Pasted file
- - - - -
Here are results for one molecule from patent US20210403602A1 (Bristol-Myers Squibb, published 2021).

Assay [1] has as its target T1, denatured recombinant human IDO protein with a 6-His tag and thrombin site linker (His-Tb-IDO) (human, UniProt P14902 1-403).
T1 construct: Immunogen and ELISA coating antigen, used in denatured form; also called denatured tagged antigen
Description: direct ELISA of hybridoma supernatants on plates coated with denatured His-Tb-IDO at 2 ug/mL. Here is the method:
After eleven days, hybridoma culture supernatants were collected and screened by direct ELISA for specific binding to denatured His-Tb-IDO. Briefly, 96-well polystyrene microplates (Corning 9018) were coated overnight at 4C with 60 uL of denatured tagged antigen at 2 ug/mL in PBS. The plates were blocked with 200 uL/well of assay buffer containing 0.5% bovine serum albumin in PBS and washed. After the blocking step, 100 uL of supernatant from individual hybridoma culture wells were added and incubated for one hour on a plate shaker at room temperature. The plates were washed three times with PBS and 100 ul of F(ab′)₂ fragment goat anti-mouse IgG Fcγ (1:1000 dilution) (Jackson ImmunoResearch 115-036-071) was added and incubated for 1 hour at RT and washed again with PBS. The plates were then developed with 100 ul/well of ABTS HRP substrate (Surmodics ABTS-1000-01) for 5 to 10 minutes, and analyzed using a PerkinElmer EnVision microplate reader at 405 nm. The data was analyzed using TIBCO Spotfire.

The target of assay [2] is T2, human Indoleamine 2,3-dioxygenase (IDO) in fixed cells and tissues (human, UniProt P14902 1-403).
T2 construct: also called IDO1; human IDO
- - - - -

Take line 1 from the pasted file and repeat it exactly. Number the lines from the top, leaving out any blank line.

Here are results for one molecule from patent US20210403602A1 (Bristol-Myers Squibb, published 2021).